Module 0: Introduction

1. Introduction

Computers can only process texts whose characters are represented by a system that relates to the binary system computers can interpret. This is called character encoding. One such character encoding scheme based on the English alphabet is ASCII (American Standard Code for Information Interchange). Character encoding facilitates the storage of text in computers and the transmission of text through telecommunication networks. Character encoding, however, does not say anything about the semantics, interpretation or structure of a text. Such information on a text is called meta-information. If we want to add any meta-information to a text so that it can be processed by computers, we need to encode or markup texts. We can do this by inserting natural language expressions (or codes representing them) in the text with the same character encoding the text is using, but separated from the text by specific markers. One such an expression, we call a tag. All of the tags used to encode a text together constitute a markup language. The application of a markup language to a text, we call text encoding.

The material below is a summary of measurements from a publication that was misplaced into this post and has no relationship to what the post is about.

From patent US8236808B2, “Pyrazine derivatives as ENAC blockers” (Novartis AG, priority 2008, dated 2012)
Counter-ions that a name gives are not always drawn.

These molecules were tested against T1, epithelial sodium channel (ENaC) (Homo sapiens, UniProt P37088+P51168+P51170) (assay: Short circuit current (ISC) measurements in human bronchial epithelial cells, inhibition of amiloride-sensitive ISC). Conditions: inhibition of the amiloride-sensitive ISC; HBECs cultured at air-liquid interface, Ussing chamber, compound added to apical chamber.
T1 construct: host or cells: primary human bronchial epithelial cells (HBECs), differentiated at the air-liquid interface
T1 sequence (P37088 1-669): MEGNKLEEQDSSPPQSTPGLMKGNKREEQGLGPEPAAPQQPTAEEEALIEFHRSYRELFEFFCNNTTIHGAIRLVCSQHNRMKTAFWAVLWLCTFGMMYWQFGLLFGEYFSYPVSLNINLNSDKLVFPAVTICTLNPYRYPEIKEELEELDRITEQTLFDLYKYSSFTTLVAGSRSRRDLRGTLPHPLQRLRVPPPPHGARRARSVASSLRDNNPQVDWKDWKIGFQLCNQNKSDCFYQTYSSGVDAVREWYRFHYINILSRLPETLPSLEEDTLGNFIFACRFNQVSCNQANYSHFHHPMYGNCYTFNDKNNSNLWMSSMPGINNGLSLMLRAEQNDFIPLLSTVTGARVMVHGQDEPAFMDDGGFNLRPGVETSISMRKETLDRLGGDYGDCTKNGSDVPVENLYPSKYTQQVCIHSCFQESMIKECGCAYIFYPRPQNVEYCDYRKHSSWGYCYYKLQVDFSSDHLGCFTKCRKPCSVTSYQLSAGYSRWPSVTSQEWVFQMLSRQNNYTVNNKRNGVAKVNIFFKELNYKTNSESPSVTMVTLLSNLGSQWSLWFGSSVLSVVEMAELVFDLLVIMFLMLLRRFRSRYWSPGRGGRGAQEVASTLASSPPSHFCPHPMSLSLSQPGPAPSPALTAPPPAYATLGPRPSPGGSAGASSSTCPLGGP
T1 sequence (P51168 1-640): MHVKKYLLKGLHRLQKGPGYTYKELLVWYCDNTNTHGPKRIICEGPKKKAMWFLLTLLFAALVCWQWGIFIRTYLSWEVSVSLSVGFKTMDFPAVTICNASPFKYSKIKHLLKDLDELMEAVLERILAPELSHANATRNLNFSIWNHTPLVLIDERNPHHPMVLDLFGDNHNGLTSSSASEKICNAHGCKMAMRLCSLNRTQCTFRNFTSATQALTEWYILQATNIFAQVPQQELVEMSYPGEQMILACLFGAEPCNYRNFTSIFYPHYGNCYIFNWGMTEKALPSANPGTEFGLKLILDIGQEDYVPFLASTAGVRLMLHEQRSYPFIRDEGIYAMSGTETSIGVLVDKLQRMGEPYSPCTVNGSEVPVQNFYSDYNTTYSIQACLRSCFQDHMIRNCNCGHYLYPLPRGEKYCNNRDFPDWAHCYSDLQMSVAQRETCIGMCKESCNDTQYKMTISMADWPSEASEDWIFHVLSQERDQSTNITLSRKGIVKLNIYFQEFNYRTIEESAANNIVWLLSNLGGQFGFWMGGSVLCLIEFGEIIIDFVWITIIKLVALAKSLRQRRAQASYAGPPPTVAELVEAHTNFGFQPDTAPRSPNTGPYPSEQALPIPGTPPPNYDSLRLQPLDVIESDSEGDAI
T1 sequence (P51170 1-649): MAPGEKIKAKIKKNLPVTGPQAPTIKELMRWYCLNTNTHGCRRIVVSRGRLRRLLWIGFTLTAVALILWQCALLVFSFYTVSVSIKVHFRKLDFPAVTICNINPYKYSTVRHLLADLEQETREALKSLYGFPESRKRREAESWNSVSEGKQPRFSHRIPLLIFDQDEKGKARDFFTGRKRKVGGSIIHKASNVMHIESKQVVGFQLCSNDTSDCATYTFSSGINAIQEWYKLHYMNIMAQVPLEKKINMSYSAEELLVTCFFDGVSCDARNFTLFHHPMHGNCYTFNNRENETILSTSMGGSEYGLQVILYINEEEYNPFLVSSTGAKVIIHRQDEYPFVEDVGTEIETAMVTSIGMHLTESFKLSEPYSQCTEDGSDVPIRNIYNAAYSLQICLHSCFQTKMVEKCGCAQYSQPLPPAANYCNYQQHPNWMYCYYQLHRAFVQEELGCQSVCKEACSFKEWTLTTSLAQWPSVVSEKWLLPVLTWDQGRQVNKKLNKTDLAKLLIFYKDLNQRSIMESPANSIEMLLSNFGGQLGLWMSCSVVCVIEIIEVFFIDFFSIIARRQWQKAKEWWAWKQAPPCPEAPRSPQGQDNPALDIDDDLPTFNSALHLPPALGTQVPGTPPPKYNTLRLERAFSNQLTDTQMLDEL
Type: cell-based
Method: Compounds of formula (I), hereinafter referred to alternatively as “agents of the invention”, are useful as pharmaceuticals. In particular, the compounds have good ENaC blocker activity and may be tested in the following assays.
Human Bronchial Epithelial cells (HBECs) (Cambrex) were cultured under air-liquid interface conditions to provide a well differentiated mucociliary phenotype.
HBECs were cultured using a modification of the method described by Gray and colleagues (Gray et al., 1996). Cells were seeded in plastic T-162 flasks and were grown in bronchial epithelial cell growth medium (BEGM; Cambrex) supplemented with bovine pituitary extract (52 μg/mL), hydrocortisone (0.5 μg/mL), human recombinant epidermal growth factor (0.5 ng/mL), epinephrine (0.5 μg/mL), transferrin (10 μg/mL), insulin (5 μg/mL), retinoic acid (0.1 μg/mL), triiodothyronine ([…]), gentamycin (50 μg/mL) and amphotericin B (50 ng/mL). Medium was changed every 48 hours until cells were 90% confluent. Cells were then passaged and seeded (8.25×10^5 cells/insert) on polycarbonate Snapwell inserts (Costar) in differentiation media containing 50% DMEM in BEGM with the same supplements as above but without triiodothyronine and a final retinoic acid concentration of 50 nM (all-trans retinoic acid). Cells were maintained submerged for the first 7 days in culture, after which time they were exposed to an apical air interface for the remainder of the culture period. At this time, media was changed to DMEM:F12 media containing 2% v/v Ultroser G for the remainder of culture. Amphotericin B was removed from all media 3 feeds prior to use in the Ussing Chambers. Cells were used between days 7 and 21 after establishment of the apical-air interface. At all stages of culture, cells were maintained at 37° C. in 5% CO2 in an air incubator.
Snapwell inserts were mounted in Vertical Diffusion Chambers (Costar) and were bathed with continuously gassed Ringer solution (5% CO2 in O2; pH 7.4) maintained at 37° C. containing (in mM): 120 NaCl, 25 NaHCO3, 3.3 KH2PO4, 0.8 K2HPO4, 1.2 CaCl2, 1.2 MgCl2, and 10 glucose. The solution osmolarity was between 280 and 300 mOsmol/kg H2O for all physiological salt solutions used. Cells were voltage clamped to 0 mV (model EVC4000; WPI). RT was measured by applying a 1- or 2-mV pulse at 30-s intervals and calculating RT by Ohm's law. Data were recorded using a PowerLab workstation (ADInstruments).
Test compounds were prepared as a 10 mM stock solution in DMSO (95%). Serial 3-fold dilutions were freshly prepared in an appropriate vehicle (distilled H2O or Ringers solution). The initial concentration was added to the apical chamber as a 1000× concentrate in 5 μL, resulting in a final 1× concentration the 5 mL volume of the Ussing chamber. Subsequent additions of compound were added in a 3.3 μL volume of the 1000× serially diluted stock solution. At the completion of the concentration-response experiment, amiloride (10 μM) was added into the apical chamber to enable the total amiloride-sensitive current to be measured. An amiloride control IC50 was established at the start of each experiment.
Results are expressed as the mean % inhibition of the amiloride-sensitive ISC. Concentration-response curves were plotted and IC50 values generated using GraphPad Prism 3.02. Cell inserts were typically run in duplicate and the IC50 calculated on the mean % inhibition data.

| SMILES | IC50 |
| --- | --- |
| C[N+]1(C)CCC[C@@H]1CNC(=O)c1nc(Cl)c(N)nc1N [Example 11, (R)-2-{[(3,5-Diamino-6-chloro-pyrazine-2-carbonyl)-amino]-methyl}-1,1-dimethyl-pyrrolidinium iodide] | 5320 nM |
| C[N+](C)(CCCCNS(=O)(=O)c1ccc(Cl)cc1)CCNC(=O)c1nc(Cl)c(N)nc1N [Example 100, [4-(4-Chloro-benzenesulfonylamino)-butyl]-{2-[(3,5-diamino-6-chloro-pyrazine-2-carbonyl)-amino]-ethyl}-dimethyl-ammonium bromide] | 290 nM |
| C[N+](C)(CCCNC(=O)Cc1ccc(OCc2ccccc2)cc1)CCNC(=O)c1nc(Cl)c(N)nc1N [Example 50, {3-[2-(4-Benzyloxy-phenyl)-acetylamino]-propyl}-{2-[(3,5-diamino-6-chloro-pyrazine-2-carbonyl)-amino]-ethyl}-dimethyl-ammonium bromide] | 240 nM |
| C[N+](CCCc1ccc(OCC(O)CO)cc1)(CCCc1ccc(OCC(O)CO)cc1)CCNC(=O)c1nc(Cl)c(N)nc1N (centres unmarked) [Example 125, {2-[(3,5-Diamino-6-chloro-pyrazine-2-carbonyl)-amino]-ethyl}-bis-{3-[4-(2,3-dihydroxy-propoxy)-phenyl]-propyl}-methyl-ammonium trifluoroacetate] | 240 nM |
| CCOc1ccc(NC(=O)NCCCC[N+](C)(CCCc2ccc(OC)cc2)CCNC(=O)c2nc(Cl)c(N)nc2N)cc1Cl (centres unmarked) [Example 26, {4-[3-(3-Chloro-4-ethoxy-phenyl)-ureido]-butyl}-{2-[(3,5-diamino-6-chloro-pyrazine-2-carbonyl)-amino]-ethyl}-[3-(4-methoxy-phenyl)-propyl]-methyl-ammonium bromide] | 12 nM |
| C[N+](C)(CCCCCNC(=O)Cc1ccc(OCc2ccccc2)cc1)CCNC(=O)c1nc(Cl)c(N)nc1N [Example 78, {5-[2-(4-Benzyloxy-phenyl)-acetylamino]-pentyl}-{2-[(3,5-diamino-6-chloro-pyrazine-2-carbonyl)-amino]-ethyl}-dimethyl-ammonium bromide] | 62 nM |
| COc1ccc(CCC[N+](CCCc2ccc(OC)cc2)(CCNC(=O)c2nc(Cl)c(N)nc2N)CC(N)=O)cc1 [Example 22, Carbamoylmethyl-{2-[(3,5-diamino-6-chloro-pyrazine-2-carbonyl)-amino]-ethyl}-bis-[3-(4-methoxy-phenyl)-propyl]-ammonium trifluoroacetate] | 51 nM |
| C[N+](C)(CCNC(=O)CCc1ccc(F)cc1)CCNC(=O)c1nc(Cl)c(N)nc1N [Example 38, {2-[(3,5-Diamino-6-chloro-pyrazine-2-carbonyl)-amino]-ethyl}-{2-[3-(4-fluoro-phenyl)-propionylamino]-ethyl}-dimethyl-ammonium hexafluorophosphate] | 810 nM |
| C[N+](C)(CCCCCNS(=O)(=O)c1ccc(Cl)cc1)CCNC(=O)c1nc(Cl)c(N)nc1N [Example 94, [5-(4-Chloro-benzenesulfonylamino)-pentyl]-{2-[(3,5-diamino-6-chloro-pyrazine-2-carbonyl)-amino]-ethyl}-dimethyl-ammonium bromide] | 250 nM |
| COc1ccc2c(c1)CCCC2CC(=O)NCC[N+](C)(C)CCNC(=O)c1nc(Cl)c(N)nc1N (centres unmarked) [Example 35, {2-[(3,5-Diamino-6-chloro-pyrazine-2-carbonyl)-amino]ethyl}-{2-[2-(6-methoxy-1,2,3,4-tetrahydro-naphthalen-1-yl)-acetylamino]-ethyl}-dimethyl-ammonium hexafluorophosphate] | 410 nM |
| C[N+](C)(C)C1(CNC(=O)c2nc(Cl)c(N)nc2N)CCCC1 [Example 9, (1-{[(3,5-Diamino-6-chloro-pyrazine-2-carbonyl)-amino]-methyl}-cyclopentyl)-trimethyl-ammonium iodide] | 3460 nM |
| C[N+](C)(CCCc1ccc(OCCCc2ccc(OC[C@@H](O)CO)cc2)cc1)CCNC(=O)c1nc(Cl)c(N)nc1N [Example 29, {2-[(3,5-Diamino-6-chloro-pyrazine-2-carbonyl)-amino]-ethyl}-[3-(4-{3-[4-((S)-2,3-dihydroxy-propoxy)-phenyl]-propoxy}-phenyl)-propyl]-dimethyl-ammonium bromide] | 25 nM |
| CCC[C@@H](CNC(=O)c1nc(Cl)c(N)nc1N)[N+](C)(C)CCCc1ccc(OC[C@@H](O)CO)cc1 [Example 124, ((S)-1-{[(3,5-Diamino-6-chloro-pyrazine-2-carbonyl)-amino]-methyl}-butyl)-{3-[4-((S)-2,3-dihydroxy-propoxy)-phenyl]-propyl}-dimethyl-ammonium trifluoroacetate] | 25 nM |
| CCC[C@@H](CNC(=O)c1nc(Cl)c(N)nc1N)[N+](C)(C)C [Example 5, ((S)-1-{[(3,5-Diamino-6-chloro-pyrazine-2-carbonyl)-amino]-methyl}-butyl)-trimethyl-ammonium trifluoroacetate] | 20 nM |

The Text Encoding Initiative (TEI) is a standard for the representation of textual material in digital form through the means of text encoding.This standard is the collaborative product of a community of scholars, chiefly from the humanities, social sciences, and linguistics who are organized in the TEI Consortium (TEI-C http://www.tei-c.org). The TEI Consortium is a non-profit membership organization and governs a wide variety of activities such as the development, publication, and maintenance of the text encoding standard documented in the TEI Guidelines, the discussion and development of the standard on the TEI mailing list (TEI-L) and in Special Interest Groups (SIG), the gathering of the TEI community on yearly members meetings, and the promotion of the standard in publications, on workshops, training courses, colloquia, and conferences. These activities are generally open to non-members as well.
By ‘TEI Guidelines’ one may refer both to the markup language and tag set proposed by the TEI Consortium and to its documentation online or in print. Informally ‘TEI Guidelines’ is often abbreviated to ‘TEI’. In this article ‘TEI Guidelines’ is used as the general term for the encoding standard. The TEI Guidelines are widely used by libraries, museums, publishers, and individual scholars to present texts for online research, teaching, and preservation. Since the TEI is expressed in terms of the eXtensible Markup Language (XML) and since it provides procedures and mechanics to adapt to one’s own project needs, the TEI Guidelines define an open standard that is generally applicable to any text and purpose.
This introductory module first introduces the concepts of text encoding and markup languages in the humanities and then introduces the TEI encoding principles. Next, the article provides a brief historical survey of the TEI Guidelines and ends with a presentation of the Consortium's organization.